Coco in Cuba - Series for Harper's BAZAAR Singapore
Text by Kenneth Goh
If serendipity could strike at the most opportune time, it had to be the night before I boarded my flight to
Havana, Cuba, for Chanel’s magical cruise show. I chanced upon an invite to the Lumas Gallery in
Singapore, showcasing the works of renowned travel and art photographer, Werner Pawlok. Titled simply
as “Viva Cuba!”, the exhibition showcased his incredibly detailed architectural and interior shots of homes
and spaces in Havana.
Pawlok first visited Cuba in 2004 and, employing his unique painterly approach in photography, began a
long-term series of works which he compiled in his book, Cuba - expired. Returning to Cuba twice over
the past 11 years, his work was picked up by international art agent Lumas and added to the portfolio of
artists they represent.
I was immediately drawn to his photographs and excited by the prospect of what Havana offered
architecturally. Speaking to Pawlok in Singapore right before I boarded my flight, I asked if he would be
interested in collaborating on a still-life shoot for Harper’s BAZAAR in Havana, featuring the collection I
was about to witness. Knowing how Karl Lagerfeld employs strong local references in his experiential shows
in far-flung destinations, I instinctively knew this would be a perfect marriage—juxtaposing high fashion
against the most beautiful crumbling buildings. Having previously worked in fashion, Pawlok has created
campaigns for Nicole Farhi and editorials for international fashion magazines in the past. He was interested
to get back into editorial work, but this time around, taken from his own unique point of view.
Employing his photography technique of multiple exposures and multilayer post-editing, the saturated and
detail-rich pictures you see here are all shot with natural light.
On 3rd May, when I saw what Lagerfeld brought out in sultry, sexy Havana: Chic monochromatic tuxedo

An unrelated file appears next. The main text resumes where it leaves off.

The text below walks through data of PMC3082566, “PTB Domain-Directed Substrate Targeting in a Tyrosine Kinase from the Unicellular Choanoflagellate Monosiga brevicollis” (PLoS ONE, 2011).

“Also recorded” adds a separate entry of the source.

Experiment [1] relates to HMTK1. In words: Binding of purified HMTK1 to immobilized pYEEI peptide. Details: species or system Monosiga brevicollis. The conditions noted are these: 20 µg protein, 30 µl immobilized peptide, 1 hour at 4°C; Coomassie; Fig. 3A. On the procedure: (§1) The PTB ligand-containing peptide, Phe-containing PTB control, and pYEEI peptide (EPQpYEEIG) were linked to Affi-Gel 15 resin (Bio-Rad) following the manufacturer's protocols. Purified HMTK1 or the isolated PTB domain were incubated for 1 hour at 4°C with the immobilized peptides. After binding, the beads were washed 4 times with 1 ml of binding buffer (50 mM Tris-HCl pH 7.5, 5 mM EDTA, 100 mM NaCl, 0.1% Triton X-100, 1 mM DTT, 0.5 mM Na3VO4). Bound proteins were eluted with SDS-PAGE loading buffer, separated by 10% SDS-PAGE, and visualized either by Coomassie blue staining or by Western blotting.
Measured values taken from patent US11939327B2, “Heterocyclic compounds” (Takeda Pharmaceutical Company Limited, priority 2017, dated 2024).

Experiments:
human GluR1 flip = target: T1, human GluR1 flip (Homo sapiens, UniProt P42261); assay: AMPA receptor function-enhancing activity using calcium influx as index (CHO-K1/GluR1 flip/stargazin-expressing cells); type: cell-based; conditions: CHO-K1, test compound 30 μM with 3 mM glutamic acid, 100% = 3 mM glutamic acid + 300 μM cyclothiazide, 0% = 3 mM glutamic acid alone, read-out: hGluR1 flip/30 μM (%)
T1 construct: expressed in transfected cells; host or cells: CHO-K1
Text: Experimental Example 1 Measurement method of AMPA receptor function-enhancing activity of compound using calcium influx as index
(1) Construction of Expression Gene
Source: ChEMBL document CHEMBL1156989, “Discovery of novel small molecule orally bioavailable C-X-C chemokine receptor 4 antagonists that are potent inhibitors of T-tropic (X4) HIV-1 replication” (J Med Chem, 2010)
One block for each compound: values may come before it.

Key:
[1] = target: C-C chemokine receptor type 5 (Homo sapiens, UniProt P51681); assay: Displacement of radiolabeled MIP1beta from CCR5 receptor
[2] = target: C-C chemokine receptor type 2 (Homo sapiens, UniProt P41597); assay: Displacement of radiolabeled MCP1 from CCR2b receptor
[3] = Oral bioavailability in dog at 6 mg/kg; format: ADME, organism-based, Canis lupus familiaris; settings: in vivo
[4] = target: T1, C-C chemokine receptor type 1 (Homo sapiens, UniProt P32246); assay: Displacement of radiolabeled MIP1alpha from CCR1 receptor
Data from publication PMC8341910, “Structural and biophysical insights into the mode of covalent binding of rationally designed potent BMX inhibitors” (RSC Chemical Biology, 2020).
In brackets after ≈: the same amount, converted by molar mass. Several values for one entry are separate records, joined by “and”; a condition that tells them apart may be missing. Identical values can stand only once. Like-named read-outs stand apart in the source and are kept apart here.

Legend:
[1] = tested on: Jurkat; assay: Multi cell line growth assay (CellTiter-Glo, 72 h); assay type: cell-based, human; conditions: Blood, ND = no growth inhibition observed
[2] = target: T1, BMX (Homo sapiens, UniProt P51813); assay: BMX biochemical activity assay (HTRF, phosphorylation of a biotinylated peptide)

Bildübersicht Coco in Cuba for Harper's BAZAAR von Werner Pawlok
ensembles, cropped trousers, Panama hats and two-tone metallic brogues, I knew I could edit the best of
the collection for a very different still-life shoot. Cropped tweed jackets, satin cummerbunds, white socks
and loafers all looked like they had come straight off the backs of dancers in the surrounding salsa clubs.
The military presence was also strong on the runway, with olive green cotton romper suits and touches of
camouflage tones scattered throughout. The highlights were the soft pastel tones on delicious separates
and the most desired It item:
Coco Cuba t-shirts. Worn under the House’s signature multi-hued tweed pastel suits, the tees spoke of
youth and a nostalgic nod to the halcyon ’50s days of summer. The vintage car prints, reflective of what
runs on the busy streets of Havana today, in lollipop and sorbet shades were as refreshing as ice cream
on a hot balmy evening.
This cool, pop culture-inspired fashion, lovingly realised by Lagerfeld, was perfect for a shoot in dilapidated
spaces where time stood still. In these pages, you will witness the splendour of high Parisian fashion set
against the faded glory of Havana. If fashion can be said to break down borders, this has to be it.
Editor in Chief
Harper's BAZAAR Singapore